Those in the know in the corporate boardrooms and Detroit news media see Gettelfinger’s remarks as an effort to lower expectations, demoralize the strikers and present a sellout as a fait accompli.

Detroit Free Press columnist Tom Walsh, in a comment Tuesday entitled “UAW’s Wrath Sends a Signal,” noted the cynical motives behind Gettelfinger’s radio appearances. The union president, he wrote, “wants Axle strikers and every UAW member within earshot of a Detroit radio station to know that these are brutally tough negotiations; that the company can close plants at home and build parts in Mexico or somewhere else, because it has happened before. He’s creating an expectation for the rank-and-file—if it wasn’t there already—that the next contract will be a bitter pill for American Axle workers to swallow.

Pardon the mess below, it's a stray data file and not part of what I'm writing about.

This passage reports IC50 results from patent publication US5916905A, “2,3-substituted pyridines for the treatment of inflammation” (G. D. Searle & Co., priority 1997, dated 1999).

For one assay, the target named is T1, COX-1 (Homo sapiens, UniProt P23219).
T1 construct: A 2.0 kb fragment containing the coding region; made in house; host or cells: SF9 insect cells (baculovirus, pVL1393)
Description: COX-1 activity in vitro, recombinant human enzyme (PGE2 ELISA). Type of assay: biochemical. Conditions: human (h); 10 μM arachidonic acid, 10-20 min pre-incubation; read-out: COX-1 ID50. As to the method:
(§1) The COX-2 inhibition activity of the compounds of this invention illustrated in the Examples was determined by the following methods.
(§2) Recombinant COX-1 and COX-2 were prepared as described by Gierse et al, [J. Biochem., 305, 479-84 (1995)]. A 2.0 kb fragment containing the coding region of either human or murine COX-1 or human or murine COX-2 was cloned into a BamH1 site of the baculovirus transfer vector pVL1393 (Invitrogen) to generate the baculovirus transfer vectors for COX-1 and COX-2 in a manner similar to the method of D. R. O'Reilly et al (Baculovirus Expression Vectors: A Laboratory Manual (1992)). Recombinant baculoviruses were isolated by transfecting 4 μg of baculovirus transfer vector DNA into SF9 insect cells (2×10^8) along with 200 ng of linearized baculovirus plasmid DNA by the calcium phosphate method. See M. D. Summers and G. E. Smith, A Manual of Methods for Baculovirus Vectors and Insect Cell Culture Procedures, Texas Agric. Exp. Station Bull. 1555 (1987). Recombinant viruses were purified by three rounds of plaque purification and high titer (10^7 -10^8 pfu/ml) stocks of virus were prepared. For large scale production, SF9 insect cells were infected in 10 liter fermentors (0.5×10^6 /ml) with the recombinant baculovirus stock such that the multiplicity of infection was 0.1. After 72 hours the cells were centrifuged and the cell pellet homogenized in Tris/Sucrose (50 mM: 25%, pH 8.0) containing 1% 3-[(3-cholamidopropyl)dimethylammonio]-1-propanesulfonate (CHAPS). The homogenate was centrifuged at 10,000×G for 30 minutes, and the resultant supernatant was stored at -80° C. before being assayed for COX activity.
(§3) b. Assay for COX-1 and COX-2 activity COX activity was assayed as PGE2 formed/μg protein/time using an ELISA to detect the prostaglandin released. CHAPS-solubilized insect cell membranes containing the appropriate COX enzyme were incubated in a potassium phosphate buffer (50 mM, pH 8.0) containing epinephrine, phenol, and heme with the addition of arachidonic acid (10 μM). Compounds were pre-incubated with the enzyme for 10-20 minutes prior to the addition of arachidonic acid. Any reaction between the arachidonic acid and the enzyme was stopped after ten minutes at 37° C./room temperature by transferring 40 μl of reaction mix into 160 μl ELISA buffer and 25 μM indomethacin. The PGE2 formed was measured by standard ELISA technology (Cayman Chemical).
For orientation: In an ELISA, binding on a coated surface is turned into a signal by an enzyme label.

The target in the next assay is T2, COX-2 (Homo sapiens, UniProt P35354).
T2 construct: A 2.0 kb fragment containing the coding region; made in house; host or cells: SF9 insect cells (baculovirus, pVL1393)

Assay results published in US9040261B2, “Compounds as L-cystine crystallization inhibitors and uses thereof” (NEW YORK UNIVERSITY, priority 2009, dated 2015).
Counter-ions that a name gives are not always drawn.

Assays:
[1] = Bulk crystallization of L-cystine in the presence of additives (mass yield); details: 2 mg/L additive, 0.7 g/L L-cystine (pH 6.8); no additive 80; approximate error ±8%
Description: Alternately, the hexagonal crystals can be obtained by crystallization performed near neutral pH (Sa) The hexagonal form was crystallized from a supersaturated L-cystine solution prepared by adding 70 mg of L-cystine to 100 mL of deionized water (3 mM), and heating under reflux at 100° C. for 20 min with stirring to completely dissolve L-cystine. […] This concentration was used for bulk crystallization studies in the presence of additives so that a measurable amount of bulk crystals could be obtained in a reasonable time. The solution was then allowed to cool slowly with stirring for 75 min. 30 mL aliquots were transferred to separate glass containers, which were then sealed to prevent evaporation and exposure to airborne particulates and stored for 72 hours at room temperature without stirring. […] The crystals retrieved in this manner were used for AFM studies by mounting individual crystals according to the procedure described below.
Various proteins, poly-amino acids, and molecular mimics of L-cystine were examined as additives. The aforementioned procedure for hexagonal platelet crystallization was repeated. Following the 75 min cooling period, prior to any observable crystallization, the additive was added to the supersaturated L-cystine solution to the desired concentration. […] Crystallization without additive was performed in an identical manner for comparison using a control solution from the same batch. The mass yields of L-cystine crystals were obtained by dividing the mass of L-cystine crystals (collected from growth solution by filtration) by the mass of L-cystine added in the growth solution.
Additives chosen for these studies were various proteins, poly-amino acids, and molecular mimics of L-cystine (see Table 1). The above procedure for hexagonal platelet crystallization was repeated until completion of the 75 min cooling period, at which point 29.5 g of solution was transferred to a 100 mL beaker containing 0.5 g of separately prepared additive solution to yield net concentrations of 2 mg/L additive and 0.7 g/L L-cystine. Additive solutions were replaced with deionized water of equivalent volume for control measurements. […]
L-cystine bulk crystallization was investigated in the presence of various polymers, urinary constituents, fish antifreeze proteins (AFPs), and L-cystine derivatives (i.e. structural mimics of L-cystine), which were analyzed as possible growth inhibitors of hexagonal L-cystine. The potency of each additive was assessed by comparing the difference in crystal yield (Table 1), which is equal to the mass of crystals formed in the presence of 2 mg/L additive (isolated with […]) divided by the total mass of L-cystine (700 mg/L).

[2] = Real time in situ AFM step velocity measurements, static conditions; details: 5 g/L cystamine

“And then hopefully in the next few days, Gettelfinger can surprise them with positive news. Like an end to the strike sooner than expected. Maybe a deal to keep the Cheektowaga plant open. Or a $5,000 signing bonus, plus big checks to ease the transition to retirement or a lower-wage job.”

Getting the contract ratified at American Axle is much harder than the union’s efforts on behalf of GM, Ford and Chrysler last year, Walsh noted, because the UAW is now asking current workers to vote “in favor of slashing their own pay.”

For Gettelfinger, he continued, “to succeed in the tricky business of getting a concessionary contract at American Axle ratified, he must be the one to set the expectations if he hopes to be able to exceed them when he takes a tentative deal to the members.” Speaking for the corporate and political establishment in Detroit, Walsh concluded, “The hope here, for the future of all parties involved, is that he pulls it off.”